The Brazilian Federal Supreme Court (STF) building in Brasilia on April 4, 2018.
© 2018 Agencia Estado via AP Images
Despite the continued roar of chainsaws clearing the rainforest for soy fields and cattle herds, there’s now a new glimmer of hope for the Brazilian Amazon. Last week, Brazil’s Supreme Court boldly launched a review of seven environmental cases, most involving petitions challenging the destructive policies of President Jair Bolsonaro’s administration.
This is the first time in Brazil’s history that the Supreme Court has taken up seven environmental cases on the same day. This unprecedented “green docket” is a welcome opportunity to assess Bolsonaro’s environmental policies. It also creates an important space for the voices of local communities, Indigenous Peoples, civil society organizations, political parties, and well-known artists standing up for the environment to be heard, loud and clear.
On March 30, the Court began reviewing two cases on the government’s failure to reduce deforestation in the Amazon, which in 2021 reached its highest level in fifteen years.
For over three years, the Bolsonaro administration has undercut environmental agencies by making statements aimed at discrediting their work and weakening enforcement of environmental law. Human Rights Watch has documented how the administration’s policies and rhetoric have effectively encouraged criminal networks that drive deforestation and that have used threats and violence against forest defenders.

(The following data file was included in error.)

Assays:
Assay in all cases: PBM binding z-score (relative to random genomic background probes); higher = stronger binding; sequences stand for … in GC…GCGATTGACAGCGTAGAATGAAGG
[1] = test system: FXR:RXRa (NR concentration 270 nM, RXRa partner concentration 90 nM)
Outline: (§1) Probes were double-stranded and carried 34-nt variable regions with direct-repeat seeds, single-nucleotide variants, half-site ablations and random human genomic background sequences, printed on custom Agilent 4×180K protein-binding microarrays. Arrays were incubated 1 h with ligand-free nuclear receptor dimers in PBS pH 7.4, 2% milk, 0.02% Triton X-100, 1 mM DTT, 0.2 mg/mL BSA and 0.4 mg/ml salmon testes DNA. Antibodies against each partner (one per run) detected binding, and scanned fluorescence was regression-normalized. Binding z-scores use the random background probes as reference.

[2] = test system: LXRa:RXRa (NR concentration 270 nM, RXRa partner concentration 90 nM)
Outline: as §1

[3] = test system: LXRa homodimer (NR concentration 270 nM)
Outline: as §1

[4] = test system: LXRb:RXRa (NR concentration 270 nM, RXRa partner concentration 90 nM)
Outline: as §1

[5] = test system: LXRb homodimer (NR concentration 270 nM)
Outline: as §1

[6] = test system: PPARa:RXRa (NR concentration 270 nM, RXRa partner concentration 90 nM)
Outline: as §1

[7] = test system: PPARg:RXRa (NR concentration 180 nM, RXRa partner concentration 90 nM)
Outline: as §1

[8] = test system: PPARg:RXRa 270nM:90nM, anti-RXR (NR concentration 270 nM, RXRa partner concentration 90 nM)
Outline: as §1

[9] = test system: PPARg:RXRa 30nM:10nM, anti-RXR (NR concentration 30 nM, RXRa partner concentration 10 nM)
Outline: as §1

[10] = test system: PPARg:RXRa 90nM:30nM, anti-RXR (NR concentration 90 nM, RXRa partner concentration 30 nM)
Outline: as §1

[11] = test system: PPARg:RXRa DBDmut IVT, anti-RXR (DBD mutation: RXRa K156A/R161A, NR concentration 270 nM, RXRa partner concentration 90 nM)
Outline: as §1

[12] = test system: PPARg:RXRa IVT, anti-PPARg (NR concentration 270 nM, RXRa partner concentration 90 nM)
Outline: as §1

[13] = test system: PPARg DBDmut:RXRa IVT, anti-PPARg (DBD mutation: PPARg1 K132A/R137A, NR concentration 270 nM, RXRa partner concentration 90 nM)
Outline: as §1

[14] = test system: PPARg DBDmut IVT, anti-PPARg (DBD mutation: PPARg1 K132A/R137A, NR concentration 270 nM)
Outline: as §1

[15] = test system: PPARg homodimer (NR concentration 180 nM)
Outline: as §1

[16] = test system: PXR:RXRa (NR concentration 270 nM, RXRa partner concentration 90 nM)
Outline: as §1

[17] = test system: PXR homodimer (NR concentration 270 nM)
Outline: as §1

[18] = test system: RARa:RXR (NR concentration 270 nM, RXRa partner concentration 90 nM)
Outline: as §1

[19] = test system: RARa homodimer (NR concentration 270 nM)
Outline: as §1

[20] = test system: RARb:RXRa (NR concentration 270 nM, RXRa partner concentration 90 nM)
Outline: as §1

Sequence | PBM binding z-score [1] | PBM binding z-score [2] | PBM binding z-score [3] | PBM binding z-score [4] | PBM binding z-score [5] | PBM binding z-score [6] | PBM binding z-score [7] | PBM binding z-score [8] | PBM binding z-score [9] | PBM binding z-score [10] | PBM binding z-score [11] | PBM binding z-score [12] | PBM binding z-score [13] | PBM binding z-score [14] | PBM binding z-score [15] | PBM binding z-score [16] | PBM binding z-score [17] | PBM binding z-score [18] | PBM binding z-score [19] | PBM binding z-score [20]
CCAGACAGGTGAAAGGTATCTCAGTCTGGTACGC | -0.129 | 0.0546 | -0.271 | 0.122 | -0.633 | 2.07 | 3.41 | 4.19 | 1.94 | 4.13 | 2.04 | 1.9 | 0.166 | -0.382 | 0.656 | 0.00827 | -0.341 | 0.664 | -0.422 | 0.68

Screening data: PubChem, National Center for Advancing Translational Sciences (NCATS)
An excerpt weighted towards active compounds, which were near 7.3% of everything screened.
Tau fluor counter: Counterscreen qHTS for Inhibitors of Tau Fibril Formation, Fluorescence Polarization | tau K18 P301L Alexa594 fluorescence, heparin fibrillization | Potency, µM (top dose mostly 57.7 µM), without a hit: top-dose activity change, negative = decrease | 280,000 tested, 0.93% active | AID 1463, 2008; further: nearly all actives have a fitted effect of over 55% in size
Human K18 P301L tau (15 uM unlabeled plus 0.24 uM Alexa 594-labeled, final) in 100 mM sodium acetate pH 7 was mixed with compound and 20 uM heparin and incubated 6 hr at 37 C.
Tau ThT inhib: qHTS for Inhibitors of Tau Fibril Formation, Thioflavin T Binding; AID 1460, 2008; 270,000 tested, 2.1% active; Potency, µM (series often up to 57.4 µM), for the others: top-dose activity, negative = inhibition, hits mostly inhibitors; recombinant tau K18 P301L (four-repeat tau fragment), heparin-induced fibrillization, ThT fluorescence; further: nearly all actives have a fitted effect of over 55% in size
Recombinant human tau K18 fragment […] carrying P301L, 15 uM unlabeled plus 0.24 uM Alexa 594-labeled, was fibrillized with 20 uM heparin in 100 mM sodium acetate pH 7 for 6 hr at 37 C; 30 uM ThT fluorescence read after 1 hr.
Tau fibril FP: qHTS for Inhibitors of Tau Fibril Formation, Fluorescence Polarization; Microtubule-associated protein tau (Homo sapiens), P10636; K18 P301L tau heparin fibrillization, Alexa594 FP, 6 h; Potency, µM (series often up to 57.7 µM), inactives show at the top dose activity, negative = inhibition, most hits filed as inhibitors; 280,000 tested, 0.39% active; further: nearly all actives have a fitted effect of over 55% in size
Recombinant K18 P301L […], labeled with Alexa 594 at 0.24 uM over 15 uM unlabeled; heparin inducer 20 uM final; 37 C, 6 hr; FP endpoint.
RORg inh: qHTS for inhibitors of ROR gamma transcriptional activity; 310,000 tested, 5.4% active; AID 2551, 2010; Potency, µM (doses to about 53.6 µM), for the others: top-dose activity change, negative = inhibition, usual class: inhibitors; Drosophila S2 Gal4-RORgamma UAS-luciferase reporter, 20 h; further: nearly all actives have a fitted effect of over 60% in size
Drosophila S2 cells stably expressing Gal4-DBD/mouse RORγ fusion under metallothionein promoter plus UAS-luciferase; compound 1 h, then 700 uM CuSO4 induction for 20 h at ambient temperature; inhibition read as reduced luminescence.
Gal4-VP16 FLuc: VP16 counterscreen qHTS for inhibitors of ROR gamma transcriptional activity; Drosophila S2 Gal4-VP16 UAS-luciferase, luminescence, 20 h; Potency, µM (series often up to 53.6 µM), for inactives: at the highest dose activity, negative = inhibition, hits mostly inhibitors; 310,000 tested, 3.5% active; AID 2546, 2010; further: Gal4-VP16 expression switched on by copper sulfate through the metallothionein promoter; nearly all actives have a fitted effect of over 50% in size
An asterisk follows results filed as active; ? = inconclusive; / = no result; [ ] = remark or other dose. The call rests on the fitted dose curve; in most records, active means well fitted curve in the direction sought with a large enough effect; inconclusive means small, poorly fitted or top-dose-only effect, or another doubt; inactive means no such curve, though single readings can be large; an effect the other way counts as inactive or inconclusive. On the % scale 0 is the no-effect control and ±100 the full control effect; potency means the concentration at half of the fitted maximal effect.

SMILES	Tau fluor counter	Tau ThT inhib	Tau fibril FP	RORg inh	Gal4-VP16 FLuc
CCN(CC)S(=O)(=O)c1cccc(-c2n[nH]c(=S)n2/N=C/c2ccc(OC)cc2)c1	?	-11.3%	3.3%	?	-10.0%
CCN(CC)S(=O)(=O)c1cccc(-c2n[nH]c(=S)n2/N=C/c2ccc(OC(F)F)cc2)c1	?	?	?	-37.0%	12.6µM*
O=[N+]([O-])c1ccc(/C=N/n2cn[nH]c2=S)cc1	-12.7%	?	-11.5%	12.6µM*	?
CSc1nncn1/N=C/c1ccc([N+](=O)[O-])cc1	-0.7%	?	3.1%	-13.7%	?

Justice Cármen Lúcia, the Supreme Court judge responsible for conducting the first analysis and submitting the first vote in six out of the seven cases, concluded that Bolsonaro’s policies had resulted in an “unconstitutional state of affairs.” In her remarks, she compared the corrosion of Brazil’s environmental institutions to “termites” eating their structures from within.
The rest of the court will now determine whether it will confirm Justice Lúcia’s decision ordering the Bolsonaro administration to present concrete plans to reduce deforestation and restore the capacity of its environmental agencies. On April 6 Justice André Mendonça postponed a final decision by requesting more time to deliver his assessment.
The Court will also rule on five other cases, on issues ranging from the participation of civil society in a key environmental fund to the role of Brazil’s Armed Forces in fighting deforestation.
While the outcomes remain unclear, it is positive that the Court’s “green docket” will allow it to review the consequences of specific environmental policies. The rulings could determine the future of Brazil’s civilian environmental institutions – and the fate of the Amazon rainforest and its defenders.